A friend of mine who lived out in Hayward, near the end of the Bart East Bay line, asked me to join her in a trip out to Mountain View, now better known for being Silicon Valley than it was then, some thirty years ago. It was summer. I was thirty, unencumbered, and ready for fun and adventure. I rode the train to her stop, and then she drove the rest of the way to Mountain View.
Our first adventure was at a winery, where we went to a wine tasting, something I had not done before. We sipped and ate the palate cleansing crackers between varieties of wine. Two things happened very quickly. First, I discovered I liked white wines, and the dryer the wine, the better I liked it. I liked the sparkling wines the best and have a deep and abiding love of champagne to this day. The second thing that happened was the room became full of tipsy people, me included.
A couple had been chatting and laughing with us, when the man turned to me and said, “You have the most luscious neck I have ever seen.” That was the wine talking. I was both flattered and embarrassed, so my response was giggles, and blushing. He bent and kissed my neck, and I pushed him away, laughing more. My friend and I left shortly after, both of us with a case of a variety of wines and champagnes, and headed to our second destination.
We went to an outdoor music festival, where tents had been set up with dance floors both inside of tents and outside. We listened to blue grass and blues until the sun was about to go down. It was wonderful. My friend and I sat down on a hill for the first part of the afternoon, surrounded by dozens of other people, watching people clogging and doing other traditional dances. I was mesmerized by one dancer in particular, a man in his late 40s or early 50s, who was an exceptionally fine dancer, full of energy, and who made his partner look good on the dance floor. Before long, the musicians needed a break, and so did the dancers.
I was still sitting there on the grass, when I realized someone had sat down next to me, so close I could feel them touching me. I turned and looked, and it was the dancer I had been watching and admiring. I was beyond surprised.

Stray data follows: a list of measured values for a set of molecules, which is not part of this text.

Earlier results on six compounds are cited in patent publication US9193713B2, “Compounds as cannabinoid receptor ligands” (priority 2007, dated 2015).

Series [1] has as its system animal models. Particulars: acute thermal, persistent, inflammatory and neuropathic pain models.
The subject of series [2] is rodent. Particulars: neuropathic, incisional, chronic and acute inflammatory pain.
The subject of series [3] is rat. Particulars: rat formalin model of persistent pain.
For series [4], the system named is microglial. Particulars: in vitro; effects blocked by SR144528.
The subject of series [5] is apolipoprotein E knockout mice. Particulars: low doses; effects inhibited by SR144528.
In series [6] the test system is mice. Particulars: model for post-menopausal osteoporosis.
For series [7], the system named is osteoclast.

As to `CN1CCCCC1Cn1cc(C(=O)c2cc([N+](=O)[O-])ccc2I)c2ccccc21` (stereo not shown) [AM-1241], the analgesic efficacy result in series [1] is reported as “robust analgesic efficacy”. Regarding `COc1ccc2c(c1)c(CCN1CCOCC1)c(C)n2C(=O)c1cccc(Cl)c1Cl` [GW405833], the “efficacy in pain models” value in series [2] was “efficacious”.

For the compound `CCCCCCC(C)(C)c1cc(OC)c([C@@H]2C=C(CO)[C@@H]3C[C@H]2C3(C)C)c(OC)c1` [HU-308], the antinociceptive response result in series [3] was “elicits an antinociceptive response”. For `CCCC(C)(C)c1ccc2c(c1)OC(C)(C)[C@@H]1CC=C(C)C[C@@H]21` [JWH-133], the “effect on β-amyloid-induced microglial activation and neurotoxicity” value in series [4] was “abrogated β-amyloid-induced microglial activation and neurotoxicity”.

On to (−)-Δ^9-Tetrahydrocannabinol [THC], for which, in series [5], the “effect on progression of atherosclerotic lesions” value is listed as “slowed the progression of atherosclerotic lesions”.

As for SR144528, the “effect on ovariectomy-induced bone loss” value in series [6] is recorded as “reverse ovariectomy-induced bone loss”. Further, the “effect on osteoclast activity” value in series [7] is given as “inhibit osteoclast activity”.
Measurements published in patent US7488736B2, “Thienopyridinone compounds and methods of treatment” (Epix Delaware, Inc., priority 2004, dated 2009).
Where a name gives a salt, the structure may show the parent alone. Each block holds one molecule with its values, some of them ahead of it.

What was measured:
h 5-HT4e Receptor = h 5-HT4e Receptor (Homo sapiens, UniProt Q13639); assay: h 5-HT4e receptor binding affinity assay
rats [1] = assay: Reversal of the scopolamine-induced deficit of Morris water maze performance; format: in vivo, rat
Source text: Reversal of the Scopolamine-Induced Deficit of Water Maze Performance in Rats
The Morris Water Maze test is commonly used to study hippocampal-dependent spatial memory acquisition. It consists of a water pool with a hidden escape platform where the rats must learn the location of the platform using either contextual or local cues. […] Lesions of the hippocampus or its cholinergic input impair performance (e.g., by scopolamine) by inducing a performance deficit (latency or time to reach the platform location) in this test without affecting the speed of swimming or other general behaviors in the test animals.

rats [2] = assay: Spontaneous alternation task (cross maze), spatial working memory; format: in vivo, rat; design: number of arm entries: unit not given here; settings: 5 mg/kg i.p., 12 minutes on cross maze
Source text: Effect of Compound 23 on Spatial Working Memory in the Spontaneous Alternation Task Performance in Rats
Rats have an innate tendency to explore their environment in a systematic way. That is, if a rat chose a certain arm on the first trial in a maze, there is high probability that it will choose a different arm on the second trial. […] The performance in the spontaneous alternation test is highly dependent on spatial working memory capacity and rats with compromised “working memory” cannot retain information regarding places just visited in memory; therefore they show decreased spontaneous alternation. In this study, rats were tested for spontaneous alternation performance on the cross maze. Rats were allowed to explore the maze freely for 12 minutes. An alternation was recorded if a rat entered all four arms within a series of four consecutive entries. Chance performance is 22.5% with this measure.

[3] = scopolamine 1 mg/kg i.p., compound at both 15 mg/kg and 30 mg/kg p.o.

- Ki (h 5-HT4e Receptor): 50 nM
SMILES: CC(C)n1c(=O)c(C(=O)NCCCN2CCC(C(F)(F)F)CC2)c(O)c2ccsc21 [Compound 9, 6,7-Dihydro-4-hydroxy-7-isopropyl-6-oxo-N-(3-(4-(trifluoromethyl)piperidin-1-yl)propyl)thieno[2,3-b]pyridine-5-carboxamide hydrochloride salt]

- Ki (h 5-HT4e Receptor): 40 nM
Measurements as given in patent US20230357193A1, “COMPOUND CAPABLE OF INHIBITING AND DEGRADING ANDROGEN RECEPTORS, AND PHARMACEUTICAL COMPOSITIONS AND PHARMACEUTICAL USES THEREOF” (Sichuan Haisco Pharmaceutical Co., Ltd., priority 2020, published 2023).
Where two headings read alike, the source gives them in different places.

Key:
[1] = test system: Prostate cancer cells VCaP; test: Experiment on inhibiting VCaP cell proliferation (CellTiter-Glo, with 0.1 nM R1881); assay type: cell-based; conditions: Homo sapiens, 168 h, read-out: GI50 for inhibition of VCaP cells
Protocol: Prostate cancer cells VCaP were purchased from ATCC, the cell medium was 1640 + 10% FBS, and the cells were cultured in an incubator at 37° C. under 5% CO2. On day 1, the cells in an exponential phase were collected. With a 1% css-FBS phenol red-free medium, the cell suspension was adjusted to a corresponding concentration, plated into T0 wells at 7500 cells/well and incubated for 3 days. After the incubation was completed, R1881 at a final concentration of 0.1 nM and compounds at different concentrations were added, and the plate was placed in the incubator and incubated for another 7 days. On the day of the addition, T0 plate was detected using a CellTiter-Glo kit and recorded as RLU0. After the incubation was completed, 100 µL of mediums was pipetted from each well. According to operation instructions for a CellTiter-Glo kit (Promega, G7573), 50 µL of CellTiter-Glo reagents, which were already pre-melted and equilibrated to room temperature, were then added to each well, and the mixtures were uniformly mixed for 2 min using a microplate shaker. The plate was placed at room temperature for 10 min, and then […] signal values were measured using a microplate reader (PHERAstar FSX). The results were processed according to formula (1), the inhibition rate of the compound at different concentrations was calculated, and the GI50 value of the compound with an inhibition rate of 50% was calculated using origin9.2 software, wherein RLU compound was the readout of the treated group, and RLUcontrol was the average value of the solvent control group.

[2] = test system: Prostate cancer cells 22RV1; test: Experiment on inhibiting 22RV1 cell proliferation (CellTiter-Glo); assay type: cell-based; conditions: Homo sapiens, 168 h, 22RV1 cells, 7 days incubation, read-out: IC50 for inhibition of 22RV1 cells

“Come dance with me,” he said.
“I don’t dance.” For the second time that day, I was full of nervous laughter.
He pleaded, and I kept telling him “no,” in the most polite way I could. The truth is, I really didn’t dance, and still don’t. I never learned, and I am perhaps one of the most clumsy people on the planet. I have NO sense of rhythm whatsoever. Eventually, he gave up. He looked sad though.
Sometime later, we changed our location to one of the tents and to a more bluesy music. I decided to venture out to one of the portable bathrooms, and worked my way through the crowd. I was almost out the tent opening, when that guy, that wonderful dancer, grabbed me, pulled me close, and kissed me as passionately as I have ever been kissed.
“I have wanted to do that all day,” he said. He looked into my eyes, deep and long, and then he was gone. I never saw him again as long as I lived.
I suppose today, that might be considered an assault. That was the farthest thing from my mind. That day, with the coming twilight, in a place full of music and laughter, and that kiss, made perhaps the most exciting moments of my life. I think of it as one of the most romantic events of my life, even though I never knew his name. Sometimes a change in a life hinges on a moment such as this, and our decisions can affect the direction of our lives. I have thought of this many times in my life, and wondered what might have been, had I said “yes,” instead of “no.” It was a kiss that lives forever in my heart.